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I use LEDs all of the time to quickly test part of a circuit I am building, but fitting an LED and a resistor into a cramped breadboard can be difficult so I combined the two into one!

What You'll Need
  • LEDs - Various Colors
  • 1k ohm resistors - one for each LED
  • Soldering Iron
  • Wire Cutters

The Procedure
  1. Take one of leads of a 1k ohm resistor and wrap it around one of the LED leads a half inch down from the LED - I always put the resistor on the anode of the LED (the longer lead), but the important thing is to be consistent.
  2. Solder the two leads together.
  3. Cut away the excess leads.
Additional Notes
As long as you are consistent as to which lead you solder to (anode or cathode) you will always instantly know which LED lead needs to go to power and which goes to ground.

Another thing you can do with these is add female crimp headers to the lead ends so they can be used on the male header pins of development boards! I make a few with and without.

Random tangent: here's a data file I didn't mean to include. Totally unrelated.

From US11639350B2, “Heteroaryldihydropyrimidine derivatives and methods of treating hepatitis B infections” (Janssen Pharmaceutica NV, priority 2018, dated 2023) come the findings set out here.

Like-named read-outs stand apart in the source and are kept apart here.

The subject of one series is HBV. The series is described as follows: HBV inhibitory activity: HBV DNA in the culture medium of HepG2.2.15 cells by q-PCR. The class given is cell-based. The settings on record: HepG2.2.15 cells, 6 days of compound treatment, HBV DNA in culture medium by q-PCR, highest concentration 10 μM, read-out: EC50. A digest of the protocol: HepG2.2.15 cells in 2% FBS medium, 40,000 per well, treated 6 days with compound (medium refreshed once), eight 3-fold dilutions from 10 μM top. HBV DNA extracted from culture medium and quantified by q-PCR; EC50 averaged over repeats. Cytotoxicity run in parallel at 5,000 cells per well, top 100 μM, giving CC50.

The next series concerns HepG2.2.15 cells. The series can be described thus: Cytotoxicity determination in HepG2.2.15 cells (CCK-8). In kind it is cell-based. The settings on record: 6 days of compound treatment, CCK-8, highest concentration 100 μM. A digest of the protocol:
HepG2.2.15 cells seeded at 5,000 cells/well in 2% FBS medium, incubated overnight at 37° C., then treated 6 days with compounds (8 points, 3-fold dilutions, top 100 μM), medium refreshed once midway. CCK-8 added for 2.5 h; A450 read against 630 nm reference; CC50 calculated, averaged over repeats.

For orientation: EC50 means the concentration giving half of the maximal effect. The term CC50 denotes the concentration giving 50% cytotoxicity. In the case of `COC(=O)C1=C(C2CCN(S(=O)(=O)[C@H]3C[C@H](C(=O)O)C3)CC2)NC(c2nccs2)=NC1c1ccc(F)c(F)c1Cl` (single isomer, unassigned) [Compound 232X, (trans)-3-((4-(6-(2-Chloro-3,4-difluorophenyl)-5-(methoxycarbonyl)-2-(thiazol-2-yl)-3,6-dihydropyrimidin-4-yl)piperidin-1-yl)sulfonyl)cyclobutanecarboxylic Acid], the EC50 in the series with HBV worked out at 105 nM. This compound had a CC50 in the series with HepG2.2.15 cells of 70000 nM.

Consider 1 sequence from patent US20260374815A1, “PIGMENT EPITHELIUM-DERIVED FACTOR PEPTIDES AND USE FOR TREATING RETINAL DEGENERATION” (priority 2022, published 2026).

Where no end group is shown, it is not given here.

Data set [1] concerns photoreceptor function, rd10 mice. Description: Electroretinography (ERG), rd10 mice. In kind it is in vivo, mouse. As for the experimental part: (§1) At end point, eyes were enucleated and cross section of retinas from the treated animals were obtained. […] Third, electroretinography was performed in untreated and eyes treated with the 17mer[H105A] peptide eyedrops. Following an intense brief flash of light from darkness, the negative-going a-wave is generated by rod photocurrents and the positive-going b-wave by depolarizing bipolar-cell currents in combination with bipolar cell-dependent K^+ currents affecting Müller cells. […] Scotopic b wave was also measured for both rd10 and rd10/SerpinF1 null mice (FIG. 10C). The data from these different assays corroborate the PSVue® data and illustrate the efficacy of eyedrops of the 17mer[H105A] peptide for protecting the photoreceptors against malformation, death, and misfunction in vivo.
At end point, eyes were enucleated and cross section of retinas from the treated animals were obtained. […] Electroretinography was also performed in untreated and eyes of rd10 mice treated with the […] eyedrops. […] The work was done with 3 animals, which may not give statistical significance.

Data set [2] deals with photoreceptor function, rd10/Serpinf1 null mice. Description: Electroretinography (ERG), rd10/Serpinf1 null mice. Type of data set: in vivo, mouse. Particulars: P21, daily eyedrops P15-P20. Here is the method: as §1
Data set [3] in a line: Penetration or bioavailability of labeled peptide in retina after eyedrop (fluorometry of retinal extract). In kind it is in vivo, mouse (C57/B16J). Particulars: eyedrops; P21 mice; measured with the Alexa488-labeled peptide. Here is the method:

LED Color
Any color LED will work just fine, but red is the best because red LEDs typically have the lowest voltage requirement to turn on; they are also very easy to see. 

Series Resistance Considerations
I have said to use a 1k ohm resistor, but other values will work just fine. 1k ohm is a good choice because it is safe for almost any application. Refer to the following table for expected LED currents assuming a 2V drop across the LED. All of these current values are safe for the LED, provide visible light, and should be sourced easily from most any device.

VLED  |   R  |   Vcc  |  ILED
------------------------------------
  2V        1k      24V      22mA
  2V        1k      12V      10mA
  2V        1k       5V         3mA
  2V        1k      3.3V     1.3mA

About This Instructable

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Bio: Jack of All Trades, Master of One: Being Me!
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